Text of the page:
Repeat – habitually. 


An Excel spreadsheet, a little black book, a Word doc, or a dummy contact in your phone. 


But, keep in mind that if your spot is not on your phone it is less likely to be at your fingertips when you need it. 


Lastly, to reiterate my point I leave you with the following voicemail (verbatim) from another close personal acquaintance – let’s call her my mother – whose call I missed while writing this post. 


I kid you not.


“Only me. You can’t remember my password? I can’t get into mine; I can’t remember it. Not sure. I haven’t got it written anywhere either. Ok, bye.” 


Do you notice the absence of greetings and pleasantries?  


Can you sense the heightened anxiety and the lack of clarity?  


Can you determine what password she’s chasing and what she’s trying to get into?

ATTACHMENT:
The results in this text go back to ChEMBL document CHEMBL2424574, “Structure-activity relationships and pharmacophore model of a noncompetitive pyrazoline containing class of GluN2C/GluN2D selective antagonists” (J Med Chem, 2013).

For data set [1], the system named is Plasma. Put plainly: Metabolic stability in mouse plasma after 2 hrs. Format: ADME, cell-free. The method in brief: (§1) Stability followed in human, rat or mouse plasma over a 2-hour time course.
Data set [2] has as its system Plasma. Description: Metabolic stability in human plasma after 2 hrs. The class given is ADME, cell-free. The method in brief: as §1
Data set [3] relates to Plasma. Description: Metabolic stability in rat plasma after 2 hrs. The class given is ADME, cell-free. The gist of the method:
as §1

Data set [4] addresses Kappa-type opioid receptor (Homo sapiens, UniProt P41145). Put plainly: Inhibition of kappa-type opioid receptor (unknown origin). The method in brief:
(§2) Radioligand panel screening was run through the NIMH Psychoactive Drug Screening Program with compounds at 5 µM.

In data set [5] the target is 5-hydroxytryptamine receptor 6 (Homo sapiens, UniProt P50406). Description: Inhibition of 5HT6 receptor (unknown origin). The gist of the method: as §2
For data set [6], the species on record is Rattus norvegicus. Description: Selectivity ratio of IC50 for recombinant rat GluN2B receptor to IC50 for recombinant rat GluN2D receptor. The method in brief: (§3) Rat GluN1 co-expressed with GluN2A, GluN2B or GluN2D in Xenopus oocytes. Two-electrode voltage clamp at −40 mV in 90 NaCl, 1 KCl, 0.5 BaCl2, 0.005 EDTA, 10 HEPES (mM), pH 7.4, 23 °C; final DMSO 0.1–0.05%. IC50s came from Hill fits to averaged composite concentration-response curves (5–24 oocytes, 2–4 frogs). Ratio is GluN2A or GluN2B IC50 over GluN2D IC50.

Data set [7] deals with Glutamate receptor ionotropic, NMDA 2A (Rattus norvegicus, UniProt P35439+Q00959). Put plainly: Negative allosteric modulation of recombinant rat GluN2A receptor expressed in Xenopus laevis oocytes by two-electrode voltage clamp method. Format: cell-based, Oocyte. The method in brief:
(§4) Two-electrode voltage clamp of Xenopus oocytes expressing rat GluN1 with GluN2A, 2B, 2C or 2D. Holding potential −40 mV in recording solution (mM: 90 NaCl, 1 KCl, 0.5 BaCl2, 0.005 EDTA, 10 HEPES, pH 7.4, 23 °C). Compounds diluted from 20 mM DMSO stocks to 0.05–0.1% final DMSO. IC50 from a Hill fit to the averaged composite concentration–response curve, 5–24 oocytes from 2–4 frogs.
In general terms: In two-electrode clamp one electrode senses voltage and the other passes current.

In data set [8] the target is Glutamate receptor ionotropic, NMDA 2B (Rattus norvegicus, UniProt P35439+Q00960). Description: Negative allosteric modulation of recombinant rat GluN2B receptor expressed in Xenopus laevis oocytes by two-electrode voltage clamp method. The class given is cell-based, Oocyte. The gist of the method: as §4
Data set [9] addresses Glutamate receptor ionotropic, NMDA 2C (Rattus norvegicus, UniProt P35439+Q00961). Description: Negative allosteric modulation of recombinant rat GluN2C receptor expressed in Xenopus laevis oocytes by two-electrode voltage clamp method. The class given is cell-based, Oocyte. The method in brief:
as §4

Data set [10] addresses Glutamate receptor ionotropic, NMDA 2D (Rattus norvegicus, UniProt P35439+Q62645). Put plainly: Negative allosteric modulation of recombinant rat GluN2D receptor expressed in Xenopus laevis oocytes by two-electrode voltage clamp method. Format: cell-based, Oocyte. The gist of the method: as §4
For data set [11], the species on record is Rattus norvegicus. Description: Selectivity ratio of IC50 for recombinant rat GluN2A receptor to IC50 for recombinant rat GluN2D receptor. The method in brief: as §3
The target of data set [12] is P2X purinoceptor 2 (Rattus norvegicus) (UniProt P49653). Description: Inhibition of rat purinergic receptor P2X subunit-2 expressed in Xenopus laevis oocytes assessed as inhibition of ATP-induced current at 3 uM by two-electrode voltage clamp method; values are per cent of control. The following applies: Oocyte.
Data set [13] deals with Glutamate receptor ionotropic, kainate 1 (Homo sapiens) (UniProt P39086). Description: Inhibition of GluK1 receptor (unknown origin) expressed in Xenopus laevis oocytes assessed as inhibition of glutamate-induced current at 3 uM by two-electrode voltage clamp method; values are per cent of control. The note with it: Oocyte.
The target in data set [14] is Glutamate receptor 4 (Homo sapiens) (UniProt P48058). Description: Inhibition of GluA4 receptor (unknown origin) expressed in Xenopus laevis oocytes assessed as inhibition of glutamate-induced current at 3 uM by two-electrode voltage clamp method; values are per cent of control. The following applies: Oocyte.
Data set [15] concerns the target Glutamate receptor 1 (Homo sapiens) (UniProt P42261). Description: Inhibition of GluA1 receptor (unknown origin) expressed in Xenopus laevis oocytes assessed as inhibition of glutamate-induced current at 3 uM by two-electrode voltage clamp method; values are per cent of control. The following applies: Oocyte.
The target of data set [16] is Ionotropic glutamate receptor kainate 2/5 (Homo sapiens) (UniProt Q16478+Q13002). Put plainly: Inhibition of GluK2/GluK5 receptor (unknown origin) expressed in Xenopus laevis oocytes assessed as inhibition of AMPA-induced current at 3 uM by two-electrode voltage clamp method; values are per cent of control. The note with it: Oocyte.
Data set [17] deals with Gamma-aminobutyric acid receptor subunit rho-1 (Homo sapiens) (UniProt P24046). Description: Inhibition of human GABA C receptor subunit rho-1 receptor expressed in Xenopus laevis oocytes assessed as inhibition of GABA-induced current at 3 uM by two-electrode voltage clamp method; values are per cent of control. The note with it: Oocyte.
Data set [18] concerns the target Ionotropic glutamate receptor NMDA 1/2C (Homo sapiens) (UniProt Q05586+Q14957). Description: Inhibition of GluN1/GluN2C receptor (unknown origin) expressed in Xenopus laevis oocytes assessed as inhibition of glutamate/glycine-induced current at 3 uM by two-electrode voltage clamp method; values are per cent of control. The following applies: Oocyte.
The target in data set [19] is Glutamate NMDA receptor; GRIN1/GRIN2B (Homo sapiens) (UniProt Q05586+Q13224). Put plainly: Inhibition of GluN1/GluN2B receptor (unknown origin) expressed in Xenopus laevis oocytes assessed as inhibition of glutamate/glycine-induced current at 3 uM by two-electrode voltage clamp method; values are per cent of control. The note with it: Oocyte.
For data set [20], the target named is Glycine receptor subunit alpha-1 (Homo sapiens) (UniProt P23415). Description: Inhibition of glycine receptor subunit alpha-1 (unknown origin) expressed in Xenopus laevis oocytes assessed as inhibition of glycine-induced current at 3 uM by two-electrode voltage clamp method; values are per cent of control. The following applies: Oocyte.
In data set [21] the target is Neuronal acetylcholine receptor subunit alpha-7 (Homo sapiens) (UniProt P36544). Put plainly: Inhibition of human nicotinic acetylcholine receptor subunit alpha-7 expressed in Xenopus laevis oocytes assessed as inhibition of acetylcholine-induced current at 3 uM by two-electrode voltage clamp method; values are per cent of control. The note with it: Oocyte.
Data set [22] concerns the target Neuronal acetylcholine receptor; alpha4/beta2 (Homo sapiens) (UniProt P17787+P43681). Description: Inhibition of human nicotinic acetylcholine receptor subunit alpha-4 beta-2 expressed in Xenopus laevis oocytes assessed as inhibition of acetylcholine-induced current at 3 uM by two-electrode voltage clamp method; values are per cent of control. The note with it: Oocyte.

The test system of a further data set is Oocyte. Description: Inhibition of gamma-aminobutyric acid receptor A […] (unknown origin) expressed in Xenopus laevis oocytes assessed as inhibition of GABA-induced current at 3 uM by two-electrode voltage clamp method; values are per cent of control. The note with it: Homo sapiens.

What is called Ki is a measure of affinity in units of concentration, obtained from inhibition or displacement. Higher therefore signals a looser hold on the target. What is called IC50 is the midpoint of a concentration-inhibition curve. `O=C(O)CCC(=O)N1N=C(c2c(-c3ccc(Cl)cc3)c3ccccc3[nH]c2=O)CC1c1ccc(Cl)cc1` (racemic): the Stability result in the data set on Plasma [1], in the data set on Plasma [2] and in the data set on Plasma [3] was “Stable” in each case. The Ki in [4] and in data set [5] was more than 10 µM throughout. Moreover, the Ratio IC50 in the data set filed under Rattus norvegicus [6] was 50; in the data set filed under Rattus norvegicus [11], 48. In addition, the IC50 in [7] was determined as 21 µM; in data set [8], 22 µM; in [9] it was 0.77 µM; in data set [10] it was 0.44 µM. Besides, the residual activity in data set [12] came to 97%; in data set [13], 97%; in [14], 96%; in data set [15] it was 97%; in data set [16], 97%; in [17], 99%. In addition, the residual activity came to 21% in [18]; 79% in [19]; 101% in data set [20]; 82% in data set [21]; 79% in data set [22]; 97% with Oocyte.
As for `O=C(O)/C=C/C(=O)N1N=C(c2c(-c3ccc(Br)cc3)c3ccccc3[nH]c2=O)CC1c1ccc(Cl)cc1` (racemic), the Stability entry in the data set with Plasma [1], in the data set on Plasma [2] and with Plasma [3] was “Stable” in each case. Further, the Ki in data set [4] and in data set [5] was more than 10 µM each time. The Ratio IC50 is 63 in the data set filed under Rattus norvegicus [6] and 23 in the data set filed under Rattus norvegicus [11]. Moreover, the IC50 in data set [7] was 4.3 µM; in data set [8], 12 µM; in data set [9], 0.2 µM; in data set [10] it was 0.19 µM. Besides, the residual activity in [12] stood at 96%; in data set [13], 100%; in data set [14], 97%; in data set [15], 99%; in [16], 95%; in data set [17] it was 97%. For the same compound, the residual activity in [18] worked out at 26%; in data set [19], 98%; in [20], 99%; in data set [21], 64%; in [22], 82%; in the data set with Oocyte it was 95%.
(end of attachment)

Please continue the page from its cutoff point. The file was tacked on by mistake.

Me either. 


When you don’t have a password manager you lose more than just your password. 


You can lose your mind!


Anyway, that’s enough about passwords from me. 


I’ve got a phone screen to get fixed and two acquaintances to nag about their password management solutions!


What’s your password management solution, and if you don’t have one – what’s it costing you in time?


  • Just to say – I opened your email as a way to avoid serious work, and I have smiled a lot, and laughed out loud at your mother’s call, and I’m happy to have your blog as a reference for the necessary slice of life called ‘staying organised’, which I attend to last most days, or not at all if I can avoid it. I do enjoy it when I develop a new organised habit, but I don’t actually go out of my way to do that. I do it out of sheer necessity.

    But you’ll have to email with the link to your latest posts, occasionally, because that’s how I like to keep track of blogs (another topic – there are so many).

    Thanks for writing.


    • Thanks so much for your comment Ross. I’m glad you found it interesting AND entertaining! I will certainly make sure to keep you in the loop with all my tips & tricks!